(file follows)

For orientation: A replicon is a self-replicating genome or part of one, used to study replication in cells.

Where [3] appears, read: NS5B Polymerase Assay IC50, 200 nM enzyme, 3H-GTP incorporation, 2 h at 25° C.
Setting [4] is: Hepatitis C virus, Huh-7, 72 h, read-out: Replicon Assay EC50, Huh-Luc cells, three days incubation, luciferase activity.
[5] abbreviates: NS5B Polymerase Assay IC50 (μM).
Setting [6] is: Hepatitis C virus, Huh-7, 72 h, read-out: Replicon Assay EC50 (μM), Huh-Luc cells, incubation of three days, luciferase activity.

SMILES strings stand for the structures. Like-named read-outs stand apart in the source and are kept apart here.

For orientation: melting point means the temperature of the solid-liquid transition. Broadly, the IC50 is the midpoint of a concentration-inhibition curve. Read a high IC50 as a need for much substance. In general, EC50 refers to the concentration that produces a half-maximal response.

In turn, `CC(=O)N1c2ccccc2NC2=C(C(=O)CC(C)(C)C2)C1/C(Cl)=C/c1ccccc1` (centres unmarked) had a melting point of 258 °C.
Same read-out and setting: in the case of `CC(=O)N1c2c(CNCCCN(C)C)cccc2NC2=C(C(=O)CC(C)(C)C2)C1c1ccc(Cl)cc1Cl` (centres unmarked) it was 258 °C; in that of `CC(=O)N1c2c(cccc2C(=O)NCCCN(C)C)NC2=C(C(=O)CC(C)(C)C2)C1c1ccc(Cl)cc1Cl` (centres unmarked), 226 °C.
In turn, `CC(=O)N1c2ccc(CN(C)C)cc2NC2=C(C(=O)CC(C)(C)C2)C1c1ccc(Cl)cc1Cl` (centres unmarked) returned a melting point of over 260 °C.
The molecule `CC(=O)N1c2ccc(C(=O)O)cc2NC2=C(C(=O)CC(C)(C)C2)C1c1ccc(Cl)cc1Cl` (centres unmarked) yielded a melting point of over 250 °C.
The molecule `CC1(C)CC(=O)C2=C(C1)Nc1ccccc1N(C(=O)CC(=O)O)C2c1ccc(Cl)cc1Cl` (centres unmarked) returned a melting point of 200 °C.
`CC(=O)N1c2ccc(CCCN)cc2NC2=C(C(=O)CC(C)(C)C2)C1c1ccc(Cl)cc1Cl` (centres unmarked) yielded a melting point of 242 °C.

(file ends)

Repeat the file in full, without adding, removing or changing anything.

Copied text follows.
For orientation: A replicon is a self-replicating genome or part of one, used to study replication in cells.

Where [3] appears, read: NS5B Polymerase Assay IC50, 200 nM enzyme, 3H-GTP incorporation, 2 h at 25° C.
Setting [4] is: Hepatitis C virus, Huh-7, 72 h, read-out: Replicon Assay EC50, Huh-Luc cells, three days incubation, luciferase activity.
[5] abbreviates: NS5B Polymerase Assay IC50 (μM).
Setting [6] is: Hepatitis C virus, Huh-7, 72 h, read-out: Replicon Assay EC50 (μM), Huh-Luc cells, incubation of three days, luciferase activity.

SMILES strings stand for the structures. Like-named read-outs stand apart in the source and are kept apart here.

For orientation: melting point means the temperature of the solid-liquid transition. Broadly, the IC50 is the midpoint of a concentration-inhibition curve. Read a high IC50 as a need for much substance. In general, EC50 refers to the concentration that produces a half-maximal response.

In turn, `CC(=O)N1c2ccccc2NC2=C(C(=O)CC(C)(C)C2)C1/C(Cl)=C/c1ccccc1` (centres unmarked) had a melting point of 258 °C.
Same read-out and setting: in the case of `CC(=O)N1c2c(CNCCCN(C)C)cccc2NC2=C(C(=O)CC(C)(C)C2)C1c1ccc(Cl)cc1Cl` (centres unmarked) it was 258 °C; in that of `CC(=O)N1c2c(cccc2C(=O)NCCCN(C)C)NC2=C(C(=O)CC(C)(C)C2)C1c1ccc(Cl)cc1Cl` (centres unmarked), 226 °C.
In turn, `CC(=O)N1c2ccc(CN(C)C)cc2NC2=C(C(=O)CC(C)(C)C2)C1c1ccc(Cl)cc1Cl` (centres unmarked) returned a melting point of over 260 °C.
The molecule `CC(=O)N1c2ccc(C(=O)O)cc2NC2=C(C(=O)CC(C)(C)C2)C1c1ccc(Cl)cc1Cl` (centres unmarked) yielded a melting point of over 250 °C.
The molecule `CC1(C)CC(=O)C2=C(C1)Nc1ccccc1N(C(=O)CC(=O)O)C2c1ccc(Cl)cc1Cl` (centres unmarked) returned a melting point of 200 °C.
`CC(=O)N1c2ccc(CCCN)cc2NC2=C(C(=O)CC(C)(C)C2)C1c1ccc(Cl)cc1Cl` (centres unmarked) yielded a melting point of 242 °C.